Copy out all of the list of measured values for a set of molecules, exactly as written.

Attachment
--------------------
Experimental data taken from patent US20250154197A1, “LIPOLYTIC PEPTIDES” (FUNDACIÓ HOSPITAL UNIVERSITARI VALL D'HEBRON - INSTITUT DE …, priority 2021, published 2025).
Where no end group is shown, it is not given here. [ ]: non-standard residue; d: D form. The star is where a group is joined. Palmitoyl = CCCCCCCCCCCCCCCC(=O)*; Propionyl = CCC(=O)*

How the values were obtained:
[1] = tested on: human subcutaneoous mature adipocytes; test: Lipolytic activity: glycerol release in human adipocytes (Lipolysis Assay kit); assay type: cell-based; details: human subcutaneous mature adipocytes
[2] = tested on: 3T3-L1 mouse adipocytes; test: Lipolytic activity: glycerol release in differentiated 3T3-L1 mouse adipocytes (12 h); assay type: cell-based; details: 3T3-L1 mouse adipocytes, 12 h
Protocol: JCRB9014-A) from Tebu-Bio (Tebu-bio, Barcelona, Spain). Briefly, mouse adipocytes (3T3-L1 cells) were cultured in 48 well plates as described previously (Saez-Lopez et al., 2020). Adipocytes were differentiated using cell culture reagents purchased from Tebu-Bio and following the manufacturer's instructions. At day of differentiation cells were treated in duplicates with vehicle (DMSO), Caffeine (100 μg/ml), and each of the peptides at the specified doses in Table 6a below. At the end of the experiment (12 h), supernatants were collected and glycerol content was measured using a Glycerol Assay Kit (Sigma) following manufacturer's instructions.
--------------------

Experimental data taken from patent US20250154197A1, “LIPOLYTIC PEPTIDES” (FUNDACIÓ HOSPITAL UNIVERSITARI VALL D'HEBRON - INSTITUT DE …, priority 2021, published 2025).
Where no end group is shown, it is not given here. [ ]: non-standard residue; d: D form. The star is where a group is joined. Palmitoyl = CCCCCCCCCCCCCCCC(=O)*; Propionyl = CCC(=O)*

How the values were obtained:
[1] = tested on: human subcutaneoous mature adipocytes; test: Lipolytic activity: glycerol release in human adipocytes (Lipolysis Assay kit); assay type: cell-based; details: human subcutaneous mature adipocytes
[2] = tested on: 3T3-L1 mouse adipocytes; test: Lipolytic activity: glycerol release in differentiated 3T3-L1 mouse adipocytes (12 h); assay type: cell-based; details: 3T3-L1 mouse adipocytes, 12 h
Protocol: JCRB9014-A) from Tebu-Bio (Tebu-bio, Barcelona, Spain). Briefly, mouse adipocytes (3T3-L1 cells) were cultured in 48 well plates as described previously (Saez-Lopez et al., 2020). Adipocytes were differentiated using cell culture reagents purchased from Tebu-Bio and following the manufacturer's instructions. At day of differentiation cells were treated in duplicates with vehicle (DMSO), Caffeine (100 μg/ml), and each of the peptides at the specified doses in Table 6a below. At the end of the experiment (12 h), supernatants were collected and glycerol content was measured using a Glycerol Assay Kit (Sigma) following manufacturer's instructions.